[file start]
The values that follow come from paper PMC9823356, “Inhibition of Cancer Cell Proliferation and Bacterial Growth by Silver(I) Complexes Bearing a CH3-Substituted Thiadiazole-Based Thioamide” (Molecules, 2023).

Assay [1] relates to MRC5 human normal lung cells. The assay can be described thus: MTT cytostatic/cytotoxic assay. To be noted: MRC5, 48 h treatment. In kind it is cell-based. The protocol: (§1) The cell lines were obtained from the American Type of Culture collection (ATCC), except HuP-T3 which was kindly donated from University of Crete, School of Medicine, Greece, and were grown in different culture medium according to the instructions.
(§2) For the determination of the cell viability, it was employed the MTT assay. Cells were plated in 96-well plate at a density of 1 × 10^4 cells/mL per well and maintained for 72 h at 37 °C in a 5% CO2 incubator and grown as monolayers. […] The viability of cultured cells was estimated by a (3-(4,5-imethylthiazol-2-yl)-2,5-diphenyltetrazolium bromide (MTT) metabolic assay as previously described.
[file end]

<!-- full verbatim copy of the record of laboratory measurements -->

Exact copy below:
The values that follow come from paper PMC9823356, “Inhibition of Cancer Cell Proliferation and Bacterial Growth by Silver(I) Complexes Bearing a CH3-Substituted Thiadiazole-Based Thioamide” (Molecules, 2023).

Assay [1] relates to MRC5 human normal lung cells. The assay can be described thus: MTT cytostatic/cytotoxic assay. To be noted: MRC5, 48 h treatment. In kind it is cell-based. The protocol: (§1) The cell lines were obtained from the American Type of Culture collection (ATCC), except HuP-T3 which was kindly donated from University of Crete, School of Medicine, Greece, and were grown in different culture medium according to the instructions.
(§2) For the determination of the cell viability, it was employed the MTT assay. Cells were plated in 96-well plate at a density of 1 × 10^4 cells/mL per well and maintained for 72 h at 37 °C in a 5% CO2 incubator and grown as monolayers. […] The viability of cultured cells was estimated by a (3-(4,5-imethylthiazol-2-yl)-2,5-diphenyltetrazolium bromide (MTT) metabolic assay as previously described.